August 15, 2012 marks the 100th anniversary of Julia Child’s birth, and with perfect timing, Bob Spitz has authored an affectionate and definitive biography called Dearie (Knopf, August 8, 2012). I just downloaded my own Google ebook edition from my favorite independent bookstore.
For me, Julia’s 100th birthday is the perfect time to reflect on my good fortune in being able to walk in her footsteps in Paris. On a freezing cold day last January, I joined the American Women’s Group in Paris on a private Julia Child Tour.
We were already shivering and stomping our cold feet when we met at the site of Julia Child’s Paris apartment at 81 rue de L’Université (or as Julia and Paul cheerfully called it, “Rue de Loo.”) We had private arrangements to meet the landlord in the courtyard of the building. We didn’t know what to expect, and were excited just to be there, despite the historically low temperatures.
It turned out that the landlady was an utterly charming French woman. She came out into the courtyard dressed in a fashionable fur coat, with her gray hair neatly brushed back into a black velvet headband. She spoke only French, but our tour guide was able to translate what we were unable to understand on our own.
Madame was happy to share her deceased husband’s stories about growing up as a neighbor of Julia and Paul Child. He was a young boy at the time, and would often ride his bicycle in the courtyard. Julia was never too busy to stop and visit with him, and obviously enjoyed the company of children. Julia’s French neighbors adored her. According to Madame, they remembered her as tall, outgoing and extremely friendly.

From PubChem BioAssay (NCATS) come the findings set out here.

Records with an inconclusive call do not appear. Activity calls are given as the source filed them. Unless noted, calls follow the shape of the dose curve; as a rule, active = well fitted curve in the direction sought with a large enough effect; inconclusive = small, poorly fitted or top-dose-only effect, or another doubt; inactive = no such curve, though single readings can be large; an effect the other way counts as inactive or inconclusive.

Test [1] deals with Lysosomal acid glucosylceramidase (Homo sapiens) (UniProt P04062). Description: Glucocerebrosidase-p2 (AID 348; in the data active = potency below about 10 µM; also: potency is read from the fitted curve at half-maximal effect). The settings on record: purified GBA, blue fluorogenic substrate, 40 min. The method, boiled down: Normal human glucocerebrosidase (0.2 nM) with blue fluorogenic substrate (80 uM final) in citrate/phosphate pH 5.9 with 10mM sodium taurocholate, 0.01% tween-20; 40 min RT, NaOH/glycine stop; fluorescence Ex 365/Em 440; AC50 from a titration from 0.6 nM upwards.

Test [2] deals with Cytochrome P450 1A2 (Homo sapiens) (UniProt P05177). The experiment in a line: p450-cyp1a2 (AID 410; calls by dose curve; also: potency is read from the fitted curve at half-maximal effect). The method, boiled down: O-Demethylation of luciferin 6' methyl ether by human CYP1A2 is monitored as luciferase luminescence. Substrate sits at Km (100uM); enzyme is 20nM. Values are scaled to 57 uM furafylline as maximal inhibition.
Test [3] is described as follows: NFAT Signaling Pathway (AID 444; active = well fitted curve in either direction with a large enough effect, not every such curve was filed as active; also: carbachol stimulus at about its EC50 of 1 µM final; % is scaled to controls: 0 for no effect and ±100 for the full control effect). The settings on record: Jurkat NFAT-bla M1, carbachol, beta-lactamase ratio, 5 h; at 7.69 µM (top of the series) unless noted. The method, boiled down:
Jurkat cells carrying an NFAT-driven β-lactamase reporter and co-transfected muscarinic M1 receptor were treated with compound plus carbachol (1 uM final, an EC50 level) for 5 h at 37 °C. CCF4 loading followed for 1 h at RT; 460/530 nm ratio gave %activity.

Madame told us that her husband’s family received Christmas cards from Julia and Paul for many years, even after they had left Paris. Madame apologized: she had searched for them among her old scrapbooks and souvenirs before our visit but couldn’t find them. She paged through her copy of My Life in France and pointed to the famous Christmas card with Julia and Paul in the bathtub, and said proudly: “I have this one somewhere!”
We were thrilled when Madame invited us up to her apartment, and not just because we were eager to escape the cold. We got a glimpse at an apartment similar to the one Julia and Paul lived in. While the living room and dining room were lovely, with classic wood parquet floors, gloriously tall windows and exquisite decorative wood moulding, the kitchen was excrutiatingly small. We got to peek up the stairs toward the third floor, and I couldn’t help but think of one of my favorite scenes in the Julie and Julia movie when Paul used to come home for lunch and a “nap” in the middle of the day.
In our best intermediate French (“Merci beaucoup Madame! Enchanté!”) we thanked Madame for her hospitality. We then hopped on a bus and continued our tour in the Les Halles neighborhood, where Julia used to shop for ingredients and cooking supplies. We finally warmed up with traditional French Onion Soup and a little white wine at Au Pied du Couchon, just like Julia did so many years ago. What fun.
Happy Birthday, Julia! And Madame, thanks for the memories.